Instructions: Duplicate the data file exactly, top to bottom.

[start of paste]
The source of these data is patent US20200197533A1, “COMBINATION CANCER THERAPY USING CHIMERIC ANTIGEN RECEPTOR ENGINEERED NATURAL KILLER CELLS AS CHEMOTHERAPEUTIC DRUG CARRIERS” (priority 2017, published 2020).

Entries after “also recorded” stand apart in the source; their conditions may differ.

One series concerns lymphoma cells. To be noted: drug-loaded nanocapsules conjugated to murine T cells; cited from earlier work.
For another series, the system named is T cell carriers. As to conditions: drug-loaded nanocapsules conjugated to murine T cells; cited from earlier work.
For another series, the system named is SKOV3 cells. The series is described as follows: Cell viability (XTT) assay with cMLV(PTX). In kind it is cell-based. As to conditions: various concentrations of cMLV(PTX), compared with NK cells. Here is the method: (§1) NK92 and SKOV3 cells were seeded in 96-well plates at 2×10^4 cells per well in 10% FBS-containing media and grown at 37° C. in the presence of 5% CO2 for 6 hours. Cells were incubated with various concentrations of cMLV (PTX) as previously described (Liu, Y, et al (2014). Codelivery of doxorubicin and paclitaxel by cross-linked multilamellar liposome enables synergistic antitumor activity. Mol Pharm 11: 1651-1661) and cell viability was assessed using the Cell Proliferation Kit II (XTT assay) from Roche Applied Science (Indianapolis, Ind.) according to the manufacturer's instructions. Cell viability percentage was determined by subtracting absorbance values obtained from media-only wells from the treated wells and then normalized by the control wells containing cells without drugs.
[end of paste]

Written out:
The source of these data is patent US20200197533A1, “COMBINATION CANCER THERAPY USING CHIMERIC ANTIGEN RECEPTOR ENGINEERED NATURAL KILLER CELLS AS CHEMOTHERAPEUTIC DRUG CARRIERS” (priority 2017, published 2020).

Entries after “also recorded” stand apart in the source; their conditions may differ.

One series concerns lymphoma cells. To be noted: drug-loaded nanocapsules conjugated to murine T cells; cited from earlier work.
For another series, the system named is T cell carriers. As to conditions: drug-loaded nanocapsules conjugated to murine T cells; cited from earlier work.
For another series, the system named is SKOV3 cells. The series is described as follows: Cell viability (XTT) assay with cMLV(PTX). In kind it is cell-based. As to conditions: various concentrations of cMLV(PTX), compared with NK cells. Here is the method: (§1) NK92 and SKOV3 cells were seeded in 96-well plates at 2×10^4 cells per well in 10% FBS-containing media and grown at 37° C. in the presence of 5% CO2 for 6 hours. Cells were incubated with various concentrations of cMLV (PTX) as previously described (Liu, Y, et al (2014). Codelivery of doxorubicin and paclitaxel by cross-linked multilamellar liposome enables synergistic antitumor activity. Mol Pharm 11: 1651-1661) and cell viability was assessed using the Cell Proliferation Kit II (XTT assay) from Roche Applied Science (Indianapolis, Ind.) according to the manufacturer's instructions. Cell viability percentage was determined by subtracting absorbance values obtained from media-only wells from the treated wells and then normalized by the control wells containing cells without drugs.